Actually I had no desire to eat most of the things inside the Zappos lounge. The lounge staff encouraged us all to languish on the fuzzy sofas and watch just a few more episodes of Real Housewives. (“You don’t really want to RUN, do you? It’s so cozy and relaxing here!”)
Over in the Zappos tent, I also learned something new: “buffet pants” (and bought a pair, of course). Buffet pants are for post-race loungewear….or lazing around the house, or perhaps on the way to a basketball game. (I’ve actually never worn mine outside the house…)
Prior to the race I indulged in not just the grilled cheese, but also a donut, and a marshmallow covered in chocolate sauce, and a few other carbolicious snacky items. I decided not to eat the packaged candy, passed on the chips, and left all of the soda in the cooler. Past races have taught me that carbonated beverages before a race–no matter how tasty and appealing they may be–BAD IDEA. (Save the champagne for after the race. Or practice belching. ’nuff said.) Seriously though, the grilled cheese was a great idea. The truck just kept bringing them out, and I’d watch to see if there was a plain cheese (some had bacon in them, of course). I was trying to figure out how I could make my own grilled cheese on race day mornings, but frankly I hate mornings and usually barely get up in time to press play on the coffee pot. So until I manage to find a grilled cheese truck to follow me around, this is likely my last race with tasty gooey cheesy goodness for breakfast.
As promised, the aid stations featured cake. Nuun was a great stand-in for the magical purple fizzy beverage. (Seriously, just go read “The Terrible and Wonderful Reasons Why I Run Long Distances.” You might just want to buy the book, too–then you can bring it to the 2016 Beat The Blerch race to have it signed.) There were also multiple photo opps with Blerches, Sasquatch, and sofas. Shenanigans ensued. Some actual running happened as well, but I was busy taking pictures and enjoying myself, definitely not gunning for a PR or an age group award. For the most part, people seemed to be having a good time. The only drawback is that when you put cake in a Dixie cup, it sticks to the sides, and you have to either pull apart the cup or use a finger (questionable when running) to pry it out. The forks were at the finish line.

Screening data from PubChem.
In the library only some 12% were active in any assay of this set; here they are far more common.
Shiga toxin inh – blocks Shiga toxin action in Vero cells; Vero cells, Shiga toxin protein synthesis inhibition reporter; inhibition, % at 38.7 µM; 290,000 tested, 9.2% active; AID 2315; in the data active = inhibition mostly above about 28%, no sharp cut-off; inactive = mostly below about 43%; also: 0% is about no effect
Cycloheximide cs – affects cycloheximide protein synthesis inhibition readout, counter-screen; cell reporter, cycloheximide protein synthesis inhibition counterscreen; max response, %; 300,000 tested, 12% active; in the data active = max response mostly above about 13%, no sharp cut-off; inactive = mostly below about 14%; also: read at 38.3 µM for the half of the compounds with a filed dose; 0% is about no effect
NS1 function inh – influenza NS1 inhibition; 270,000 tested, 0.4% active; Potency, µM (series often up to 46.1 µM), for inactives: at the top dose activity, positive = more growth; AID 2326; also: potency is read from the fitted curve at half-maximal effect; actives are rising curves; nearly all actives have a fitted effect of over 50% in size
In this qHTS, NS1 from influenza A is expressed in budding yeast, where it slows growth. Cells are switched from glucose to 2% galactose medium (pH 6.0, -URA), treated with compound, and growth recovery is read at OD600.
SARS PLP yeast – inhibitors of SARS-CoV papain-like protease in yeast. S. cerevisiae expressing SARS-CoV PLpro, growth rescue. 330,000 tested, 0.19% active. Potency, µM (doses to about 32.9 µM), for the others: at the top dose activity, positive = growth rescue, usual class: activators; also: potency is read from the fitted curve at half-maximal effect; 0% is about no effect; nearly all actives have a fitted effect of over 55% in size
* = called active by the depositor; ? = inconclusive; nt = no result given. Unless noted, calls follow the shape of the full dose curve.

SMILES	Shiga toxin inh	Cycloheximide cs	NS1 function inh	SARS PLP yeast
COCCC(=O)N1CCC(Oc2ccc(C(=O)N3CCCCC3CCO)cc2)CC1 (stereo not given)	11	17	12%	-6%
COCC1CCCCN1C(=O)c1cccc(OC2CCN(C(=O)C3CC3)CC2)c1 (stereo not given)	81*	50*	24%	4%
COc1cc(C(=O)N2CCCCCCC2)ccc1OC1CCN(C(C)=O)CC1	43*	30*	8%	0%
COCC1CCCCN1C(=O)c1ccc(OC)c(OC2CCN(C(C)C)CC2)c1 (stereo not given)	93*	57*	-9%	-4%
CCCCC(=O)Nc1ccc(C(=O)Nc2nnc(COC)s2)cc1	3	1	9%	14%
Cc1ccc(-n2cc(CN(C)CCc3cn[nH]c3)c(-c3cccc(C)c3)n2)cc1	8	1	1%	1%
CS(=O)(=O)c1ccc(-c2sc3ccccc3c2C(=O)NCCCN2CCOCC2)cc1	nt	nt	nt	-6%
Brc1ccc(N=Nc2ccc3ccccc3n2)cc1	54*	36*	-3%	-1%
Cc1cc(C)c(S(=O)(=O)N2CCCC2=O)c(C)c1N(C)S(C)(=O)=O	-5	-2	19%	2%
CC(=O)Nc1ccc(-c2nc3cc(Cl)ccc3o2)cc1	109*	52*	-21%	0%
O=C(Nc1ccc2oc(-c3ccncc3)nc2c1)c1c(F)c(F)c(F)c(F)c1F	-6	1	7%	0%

I posted a few pictures online for my friends, and the ones who are not runners were notably confused. (“I’m not judging,” wrote one, “and I’m willing to be educated, but…why does that giant marshmallow have nipples?”)
The trail run was pretty cool. It’s an area I’ve never run, so all new to me. There was plenty of shade, and the terrain wasn’t particularly crazy or steep. I’ve never fueled with cake, and expect most of the other runners hadn’t either. The hardest part is that the icing sticks to the inside of the dixie cups, so you have to either tear the cup open or use a clean finger to swipe the cake out. Much to my delight, I did not see piles of churdle on the trail, which means people were not over-caking themselves. (This was, by some reports, a problem last year.)